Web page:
This hugely personal melodrama with starring roles for Liam Neeson and his son Michael Richardson has a potentially important filmmaking lesson within its failure. It stars Neeson and Richardson as an estranged father and son who. Through a series of events, they end up reconnecting and bonding whilst renovating a Tuscan Villa. This takes place decades after the families mother figure died in a car crash decade The film is hugely autobiographical for Neeson and his son following the tragic passing of Neeson’s wife Natasha Richardson in 2009. It would be easy to call the film a vanity project. This critic doesn’t think that’s entirely fair. Vanity projects are typically made with a degree of contempt for the audience. Nothing more than a very self-centred narrative, put together by someone more concerned with how they are portrayed. This is not the case here. Neeson and his son are pouring their heart and soul into delivering strong emotion-driven performances. Actor turned director James Darcy has a good eye for some effective location porn. There is plenty of aesthetically pleasing tourist like shots of Tuscan Hills and valleys.
Creative teems always have a choice as to how earnest one chooses to play very trope centric material. If the people involved do nothing or interest in the tropes beyond playing them exceedingly straight there’s a certain ceiling of quality your piece of media won’t exceed. This is incredibly obvious early on with the film. Events play out as a very typical father/ son narrative. It becomes even more unavoidable when Richardson’s character meets an Italian girl. The second act plays out all the beats of burgeoning romance without missing a cliche trick. If viewers know anything about this style of media the ending should be painfully obvious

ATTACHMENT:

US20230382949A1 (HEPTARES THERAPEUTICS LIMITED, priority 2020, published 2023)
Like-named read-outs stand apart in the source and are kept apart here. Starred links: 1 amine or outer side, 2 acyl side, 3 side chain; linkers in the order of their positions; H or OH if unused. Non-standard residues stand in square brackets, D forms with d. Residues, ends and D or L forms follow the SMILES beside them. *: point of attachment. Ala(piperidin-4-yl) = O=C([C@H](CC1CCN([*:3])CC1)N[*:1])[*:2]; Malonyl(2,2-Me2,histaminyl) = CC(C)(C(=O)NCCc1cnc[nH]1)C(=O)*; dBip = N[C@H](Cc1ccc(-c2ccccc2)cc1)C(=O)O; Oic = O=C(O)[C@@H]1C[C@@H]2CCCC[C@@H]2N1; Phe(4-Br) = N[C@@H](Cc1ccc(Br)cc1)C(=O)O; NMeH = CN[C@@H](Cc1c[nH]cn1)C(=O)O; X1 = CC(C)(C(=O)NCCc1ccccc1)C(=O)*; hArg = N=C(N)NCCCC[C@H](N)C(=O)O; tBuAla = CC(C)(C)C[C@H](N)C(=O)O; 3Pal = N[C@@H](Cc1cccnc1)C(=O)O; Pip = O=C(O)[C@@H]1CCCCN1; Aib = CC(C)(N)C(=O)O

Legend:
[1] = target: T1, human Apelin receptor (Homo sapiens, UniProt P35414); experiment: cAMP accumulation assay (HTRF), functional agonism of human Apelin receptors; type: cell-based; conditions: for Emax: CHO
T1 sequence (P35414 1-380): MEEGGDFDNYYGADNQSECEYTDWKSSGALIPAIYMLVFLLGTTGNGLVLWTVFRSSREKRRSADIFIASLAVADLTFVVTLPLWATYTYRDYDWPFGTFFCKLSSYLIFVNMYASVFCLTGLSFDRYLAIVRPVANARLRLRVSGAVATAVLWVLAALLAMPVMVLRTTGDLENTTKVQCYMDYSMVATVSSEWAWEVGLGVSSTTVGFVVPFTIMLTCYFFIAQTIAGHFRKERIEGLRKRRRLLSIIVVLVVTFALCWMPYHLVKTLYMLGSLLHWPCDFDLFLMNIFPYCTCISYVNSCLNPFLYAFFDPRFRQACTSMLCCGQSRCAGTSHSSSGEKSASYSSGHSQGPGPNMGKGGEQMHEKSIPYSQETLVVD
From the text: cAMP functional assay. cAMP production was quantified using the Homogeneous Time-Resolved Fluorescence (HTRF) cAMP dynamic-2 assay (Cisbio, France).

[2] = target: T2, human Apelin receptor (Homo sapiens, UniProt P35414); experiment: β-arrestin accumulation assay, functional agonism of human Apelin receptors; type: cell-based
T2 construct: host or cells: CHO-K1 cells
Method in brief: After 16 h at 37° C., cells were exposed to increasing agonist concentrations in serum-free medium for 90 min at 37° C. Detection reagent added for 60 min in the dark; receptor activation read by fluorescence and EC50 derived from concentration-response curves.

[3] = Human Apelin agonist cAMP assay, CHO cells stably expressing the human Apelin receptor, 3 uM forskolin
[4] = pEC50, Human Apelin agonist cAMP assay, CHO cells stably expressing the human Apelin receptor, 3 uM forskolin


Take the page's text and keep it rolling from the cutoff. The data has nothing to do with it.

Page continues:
Made in Italy is the most frustrating kind of bad film. the good intentions, personal elements and raw emotion of the lead performances are put to bear on-screen by Neeson and Richardson. The final product is still an extremely trite and manipulative melodrama. There’s nothing new or original here the audiences will not have seen before no matter how earnest the delivery. Liam Neeson superfans or those that have a soft spot for this style portrayed on-screen might get something out of it. Given the decidedly middling final product, it’s not hard to see why Lionsgate sold the film to Amazon Prime. It holds the same fate as many of their exclusive premieres. Getting lost in the maelstrom of constantly updating streaming releases.5/10.